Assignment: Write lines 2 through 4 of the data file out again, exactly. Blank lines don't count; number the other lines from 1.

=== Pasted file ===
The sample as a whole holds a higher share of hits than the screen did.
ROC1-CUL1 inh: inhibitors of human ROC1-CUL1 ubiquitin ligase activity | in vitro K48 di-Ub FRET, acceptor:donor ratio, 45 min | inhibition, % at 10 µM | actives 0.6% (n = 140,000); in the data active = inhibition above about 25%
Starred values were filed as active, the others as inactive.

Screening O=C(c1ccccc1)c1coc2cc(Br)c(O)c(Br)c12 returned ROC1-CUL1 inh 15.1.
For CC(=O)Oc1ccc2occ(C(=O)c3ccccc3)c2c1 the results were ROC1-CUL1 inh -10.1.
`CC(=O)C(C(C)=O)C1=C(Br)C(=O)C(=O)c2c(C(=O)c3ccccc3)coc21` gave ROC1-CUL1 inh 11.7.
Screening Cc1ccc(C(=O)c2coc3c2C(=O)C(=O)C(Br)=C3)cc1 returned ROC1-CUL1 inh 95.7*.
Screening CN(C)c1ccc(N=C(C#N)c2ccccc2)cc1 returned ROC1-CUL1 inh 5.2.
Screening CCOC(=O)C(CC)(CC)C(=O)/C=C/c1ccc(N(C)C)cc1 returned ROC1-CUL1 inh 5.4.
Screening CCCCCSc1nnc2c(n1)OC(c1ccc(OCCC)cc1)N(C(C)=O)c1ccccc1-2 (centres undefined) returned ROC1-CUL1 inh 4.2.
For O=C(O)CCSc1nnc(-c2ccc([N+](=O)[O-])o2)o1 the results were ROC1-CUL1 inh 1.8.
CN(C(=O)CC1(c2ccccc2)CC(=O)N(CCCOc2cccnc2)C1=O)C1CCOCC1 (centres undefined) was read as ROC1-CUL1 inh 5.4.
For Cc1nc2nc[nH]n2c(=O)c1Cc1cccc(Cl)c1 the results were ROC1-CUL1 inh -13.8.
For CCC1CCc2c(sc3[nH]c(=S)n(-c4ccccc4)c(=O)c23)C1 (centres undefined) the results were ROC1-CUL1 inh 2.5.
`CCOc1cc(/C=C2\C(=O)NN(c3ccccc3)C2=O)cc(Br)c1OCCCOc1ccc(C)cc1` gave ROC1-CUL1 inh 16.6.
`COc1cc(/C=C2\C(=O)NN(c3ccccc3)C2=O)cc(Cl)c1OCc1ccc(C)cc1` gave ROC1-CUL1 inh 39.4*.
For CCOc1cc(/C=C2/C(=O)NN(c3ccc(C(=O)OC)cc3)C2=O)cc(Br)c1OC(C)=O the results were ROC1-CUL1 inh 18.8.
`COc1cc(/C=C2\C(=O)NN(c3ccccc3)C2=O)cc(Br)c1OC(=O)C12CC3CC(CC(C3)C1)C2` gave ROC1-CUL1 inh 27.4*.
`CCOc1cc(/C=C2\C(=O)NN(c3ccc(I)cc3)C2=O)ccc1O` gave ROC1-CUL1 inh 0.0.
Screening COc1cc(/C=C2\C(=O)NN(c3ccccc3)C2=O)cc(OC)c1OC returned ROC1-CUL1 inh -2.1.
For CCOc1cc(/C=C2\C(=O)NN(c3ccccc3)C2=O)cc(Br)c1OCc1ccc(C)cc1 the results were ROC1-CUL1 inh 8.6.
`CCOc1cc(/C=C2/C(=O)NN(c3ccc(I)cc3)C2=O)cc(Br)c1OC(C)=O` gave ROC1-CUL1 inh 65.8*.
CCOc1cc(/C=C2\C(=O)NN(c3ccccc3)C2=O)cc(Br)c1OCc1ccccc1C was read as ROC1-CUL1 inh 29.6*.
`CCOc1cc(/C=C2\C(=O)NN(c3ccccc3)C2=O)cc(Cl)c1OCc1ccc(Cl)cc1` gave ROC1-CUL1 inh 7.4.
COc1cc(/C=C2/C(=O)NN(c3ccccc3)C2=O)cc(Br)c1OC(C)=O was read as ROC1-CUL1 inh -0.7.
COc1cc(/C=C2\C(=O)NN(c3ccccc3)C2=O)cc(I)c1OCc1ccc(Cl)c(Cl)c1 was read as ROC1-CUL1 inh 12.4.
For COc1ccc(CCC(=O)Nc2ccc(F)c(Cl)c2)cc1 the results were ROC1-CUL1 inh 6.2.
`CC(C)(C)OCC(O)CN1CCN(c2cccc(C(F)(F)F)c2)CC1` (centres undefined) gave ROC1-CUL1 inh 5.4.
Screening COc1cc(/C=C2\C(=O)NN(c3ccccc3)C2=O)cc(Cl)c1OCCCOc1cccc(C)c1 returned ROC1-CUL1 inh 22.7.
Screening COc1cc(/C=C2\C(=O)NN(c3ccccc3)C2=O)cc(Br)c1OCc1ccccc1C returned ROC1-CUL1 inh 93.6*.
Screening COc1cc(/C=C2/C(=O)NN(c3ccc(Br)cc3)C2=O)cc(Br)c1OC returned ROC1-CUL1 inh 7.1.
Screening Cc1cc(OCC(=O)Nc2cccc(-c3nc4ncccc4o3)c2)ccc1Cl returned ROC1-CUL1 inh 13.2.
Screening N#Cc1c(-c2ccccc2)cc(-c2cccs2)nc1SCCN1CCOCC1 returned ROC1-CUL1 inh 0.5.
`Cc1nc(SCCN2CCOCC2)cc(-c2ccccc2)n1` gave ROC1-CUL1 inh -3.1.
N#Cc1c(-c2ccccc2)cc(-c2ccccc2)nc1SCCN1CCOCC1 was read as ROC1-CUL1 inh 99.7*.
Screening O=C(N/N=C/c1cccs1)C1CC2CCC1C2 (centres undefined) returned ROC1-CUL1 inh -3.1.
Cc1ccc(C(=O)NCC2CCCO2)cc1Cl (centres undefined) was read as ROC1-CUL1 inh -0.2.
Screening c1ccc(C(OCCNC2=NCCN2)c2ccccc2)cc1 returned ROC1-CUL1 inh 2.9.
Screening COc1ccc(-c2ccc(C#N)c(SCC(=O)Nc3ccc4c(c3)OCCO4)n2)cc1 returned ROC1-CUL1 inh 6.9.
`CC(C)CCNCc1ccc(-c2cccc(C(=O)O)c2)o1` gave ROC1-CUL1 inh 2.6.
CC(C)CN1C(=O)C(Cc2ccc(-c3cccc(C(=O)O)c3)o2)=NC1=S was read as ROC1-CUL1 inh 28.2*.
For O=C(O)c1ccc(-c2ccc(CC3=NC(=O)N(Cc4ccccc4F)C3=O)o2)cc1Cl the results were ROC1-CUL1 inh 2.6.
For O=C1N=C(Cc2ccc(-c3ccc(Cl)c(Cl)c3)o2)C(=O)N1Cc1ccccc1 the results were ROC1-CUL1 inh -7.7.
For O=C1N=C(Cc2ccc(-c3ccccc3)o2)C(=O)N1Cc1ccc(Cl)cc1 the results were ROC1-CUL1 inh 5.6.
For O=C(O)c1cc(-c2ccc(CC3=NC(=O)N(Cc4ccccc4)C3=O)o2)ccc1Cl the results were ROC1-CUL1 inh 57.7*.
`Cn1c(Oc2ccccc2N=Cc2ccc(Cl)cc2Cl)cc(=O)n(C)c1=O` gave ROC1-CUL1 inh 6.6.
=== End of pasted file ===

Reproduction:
ROC1-CUL1 inh: inhibitors of human ROC1-CUL1 ubiquitin ligase activity | in vitro K48 di-Ub FRET, acceptor:donor ratio, 45 min | inhibition, % at 10 µM | actives 0.6% (n = 140,000); in the data active = inhibition above about 25%
Starred values were filed as active, the others as inactive.

Screening O=C(c1ccccc1)c1coc2cc(Br)c(O)c(Br)c12 returned ROC1-CUL1 inh 15.1.